The first moment came in the 2003 season, in another Patriots vs. Broncos contest. Late in the fourth, the Patriots were down by one point, and they were backed up on their own 1-yard line on fourth down. Belichick elected to take an intentional safety with a high snap on the goal post, making it 23-26 with under three minutes to go.
It was a bold move that gave them a free kick and improved their field position, allowing their defense to hold Denver to three-and-out. Quarterback Tom Brady went back out and led the offense downfield for a touchdown. The Patriots won, 30-26.
The second Belichickian moment came in 2009 in a Brady vs. Manning contest, back when Manning slung for the Indianapolis Colts. New England had the ball, up 34-28 with 2:08 to go in the game. Belichick went for it on 4th-and-2 from his own 28. It was an aggressive attempt to win.
The conversion failed. Manning got the ball back and threw a touchdown to Colts receiver Reggie Wayne. The Colts won, 34-35.
Advantage: Not Belichick.
Belichick's decision on Sunday night to defer on overtime was one of those Belichickian moments that was destined to go one of those two ways. He was either going to be lauded or scolded. On this occasion, he walked away a hero.
No doubt, Belichick has his faults. It's irritating how he stonewalls the media (and by extension, genuinely interested fans). It's irritating how he operates on a near-reckless method of passing on excellent free agents while letting good players walk and drafting with an overly cerebral blueprint that only he understands.
But there's one redeeming quality about him: He's still the smartest guy in the room.
Sure, everything worked out for the Patriots on Sunday night. But up until the point when it actually worked, it was enough to make Patriots fans sick. At the root of that sickness was Bill Belichick.
Truth be told, his team didn't look prepared to play this unbelievably important game. The Patriots came out looking flat, dispirited and sloppy. They turned the ball over on their first three drives, all of which led to Denver touchdowns.
This is a reflection on the head coach.
Whatever Belichick's doing to prepare these guys for combat isn't working. Sure, their collective football IQs are out of this stratosphere, but they aren't physically ready to compete at a championship level for 60 minutes.
Worst of all, this has become a trend for them.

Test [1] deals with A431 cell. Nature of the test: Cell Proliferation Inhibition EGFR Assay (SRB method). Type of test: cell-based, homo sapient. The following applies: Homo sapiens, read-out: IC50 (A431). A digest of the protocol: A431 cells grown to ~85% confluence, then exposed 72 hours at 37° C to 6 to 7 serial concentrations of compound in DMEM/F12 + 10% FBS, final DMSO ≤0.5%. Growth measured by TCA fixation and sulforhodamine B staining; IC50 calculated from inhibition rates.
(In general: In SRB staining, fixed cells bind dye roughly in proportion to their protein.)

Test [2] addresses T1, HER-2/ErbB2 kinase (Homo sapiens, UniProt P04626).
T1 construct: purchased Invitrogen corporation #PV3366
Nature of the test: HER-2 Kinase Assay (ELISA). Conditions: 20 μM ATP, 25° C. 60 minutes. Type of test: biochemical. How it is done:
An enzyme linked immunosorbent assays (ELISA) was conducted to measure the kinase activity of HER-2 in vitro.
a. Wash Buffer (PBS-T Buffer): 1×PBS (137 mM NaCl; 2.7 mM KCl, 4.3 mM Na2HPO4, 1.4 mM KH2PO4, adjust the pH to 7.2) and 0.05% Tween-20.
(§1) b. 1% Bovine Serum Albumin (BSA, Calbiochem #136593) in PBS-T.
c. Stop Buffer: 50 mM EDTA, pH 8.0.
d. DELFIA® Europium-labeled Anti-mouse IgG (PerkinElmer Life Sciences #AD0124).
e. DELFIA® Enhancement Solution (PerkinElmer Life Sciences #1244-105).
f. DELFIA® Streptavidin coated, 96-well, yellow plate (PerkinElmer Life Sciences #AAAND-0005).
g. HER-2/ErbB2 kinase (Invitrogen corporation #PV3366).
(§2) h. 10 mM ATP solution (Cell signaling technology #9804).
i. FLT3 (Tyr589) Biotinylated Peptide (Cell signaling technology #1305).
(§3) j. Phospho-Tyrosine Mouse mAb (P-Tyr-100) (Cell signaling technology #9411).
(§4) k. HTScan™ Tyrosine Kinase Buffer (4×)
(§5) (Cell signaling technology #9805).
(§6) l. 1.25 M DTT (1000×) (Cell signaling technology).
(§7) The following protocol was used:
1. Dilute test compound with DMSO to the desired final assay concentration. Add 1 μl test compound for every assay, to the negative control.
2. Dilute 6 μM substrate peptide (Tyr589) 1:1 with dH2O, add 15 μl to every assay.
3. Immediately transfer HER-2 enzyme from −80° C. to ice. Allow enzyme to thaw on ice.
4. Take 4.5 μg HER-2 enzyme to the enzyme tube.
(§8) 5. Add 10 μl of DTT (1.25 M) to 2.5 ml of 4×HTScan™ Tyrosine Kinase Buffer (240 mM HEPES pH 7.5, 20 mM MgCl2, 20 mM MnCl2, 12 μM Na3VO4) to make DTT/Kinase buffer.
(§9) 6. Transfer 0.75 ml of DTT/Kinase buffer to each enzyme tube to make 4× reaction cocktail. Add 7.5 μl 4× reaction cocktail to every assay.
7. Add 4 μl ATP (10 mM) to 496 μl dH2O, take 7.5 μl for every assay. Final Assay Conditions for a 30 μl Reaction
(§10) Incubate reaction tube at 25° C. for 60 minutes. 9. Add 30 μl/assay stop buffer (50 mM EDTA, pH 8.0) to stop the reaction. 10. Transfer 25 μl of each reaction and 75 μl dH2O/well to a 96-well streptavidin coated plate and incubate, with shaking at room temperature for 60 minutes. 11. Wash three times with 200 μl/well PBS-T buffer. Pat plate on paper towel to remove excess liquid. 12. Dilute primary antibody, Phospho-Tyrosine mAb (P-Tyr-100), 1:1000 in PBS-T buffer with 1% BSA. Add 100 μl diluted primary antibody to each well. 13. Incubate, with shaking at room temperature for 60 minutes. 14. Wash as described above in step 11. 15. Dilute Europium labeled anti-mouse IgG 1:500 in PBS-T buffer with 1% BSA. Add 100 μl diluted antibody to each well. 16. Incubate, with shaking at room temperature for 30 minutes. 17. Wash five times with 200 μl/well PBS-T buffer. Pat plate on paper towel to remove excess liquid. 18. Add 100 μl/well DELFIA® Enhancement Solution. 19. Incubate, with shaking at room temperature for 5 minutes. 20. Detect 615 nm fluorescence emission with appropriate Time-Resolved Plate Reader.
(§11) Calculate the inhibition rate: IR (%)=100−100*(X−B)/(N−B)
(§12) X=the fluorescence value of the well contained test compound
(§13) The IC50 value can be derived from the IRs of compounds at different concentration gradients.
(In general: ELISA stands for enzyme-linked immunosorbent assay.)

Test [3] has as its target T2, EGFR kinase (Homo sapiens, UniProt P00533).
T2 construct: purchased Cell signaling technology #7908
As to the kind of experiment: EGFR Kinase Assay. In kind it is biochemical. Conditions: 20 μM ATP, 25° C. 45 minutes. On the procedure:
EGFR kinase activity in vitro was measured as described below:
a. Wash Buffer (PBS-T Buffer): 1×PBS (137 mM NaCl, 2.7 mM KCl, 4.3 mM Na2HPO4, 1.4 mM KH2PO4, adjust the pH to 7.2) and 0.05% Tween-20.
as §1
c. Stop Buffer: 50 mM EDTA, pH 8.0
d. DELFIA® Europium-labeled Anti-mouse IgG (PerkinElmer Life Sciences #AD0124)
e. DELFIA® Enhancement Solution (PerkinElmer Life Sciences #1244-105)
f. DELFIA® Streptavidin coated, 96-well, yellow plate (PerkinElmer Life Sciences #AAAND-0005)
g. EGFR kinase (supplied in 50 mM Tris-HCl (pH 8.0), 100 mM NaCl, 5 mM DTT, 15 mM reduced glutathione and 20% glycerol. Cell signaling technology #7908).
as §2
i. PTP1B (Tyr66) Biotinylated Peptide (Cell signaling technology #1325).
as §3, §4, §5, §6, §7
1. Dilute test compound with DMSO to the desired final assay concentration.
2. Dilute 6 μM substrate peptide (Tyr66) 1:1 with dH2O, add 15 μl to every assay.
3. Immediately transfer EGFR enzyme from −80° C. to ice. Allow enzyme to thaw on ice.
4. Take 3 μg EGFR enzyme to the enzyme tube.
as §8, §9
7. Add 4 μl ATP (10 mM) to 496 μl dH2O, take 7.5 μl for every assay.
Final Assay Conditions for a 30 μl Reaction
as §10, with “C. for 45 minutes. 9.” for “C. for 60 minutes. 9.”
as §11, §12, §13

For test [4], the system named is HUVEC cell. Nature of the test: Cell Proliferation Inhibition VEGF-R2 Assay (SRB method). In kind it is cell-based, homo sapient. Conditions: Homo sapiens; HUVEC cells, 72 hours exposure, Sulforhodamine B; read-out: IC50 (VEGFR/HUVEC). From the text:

Both Super Bowl XLII and XLVI were extremely hyped games on a national level, just as this Manning vs. Brady contest was. In all three games, the two Super Bowls and Sunday night's game, the Patriots came out looking like nervous players who didn't believe in themselves. Other recent playoff losses have followed a similar suit.
Fact is, when teams start games badly, they put themselves in the horrendous position of having to play almost perfectly in the second half to win. Fortunately for the Patriots, they did that on Sunday night, notching a win that'll go down in franchise lore.
But still, this isn't a lifestyle to embrace; it's one to avoid. It's good to win ugly. It builds character. But it's another thing to get bludgeoned for half a game.
Winning teams storm out of the tunnel looking like they want to win. They don't make you guess, "Do they want this thing? Do they not?"
Of course, storming out strong doesn't mean the team will always be up—hardships happen, competition is tough, winning is hard. But it's important to stay competitive and let the world know you want it.
It's the coach's responsibility to get his players ready to compete at a bloodthirsty rate. But more often than not, the Patriots look like psychological chess players, not tough and violent football players.
Belichick was masterful on Sunday night, but that game easily could've slid the other way. In fact, it can be argued it should've slid the other way, which is why the victory was so improbable and amazing. And while that's something to celebrate, it isn't something to Xerox over and over again.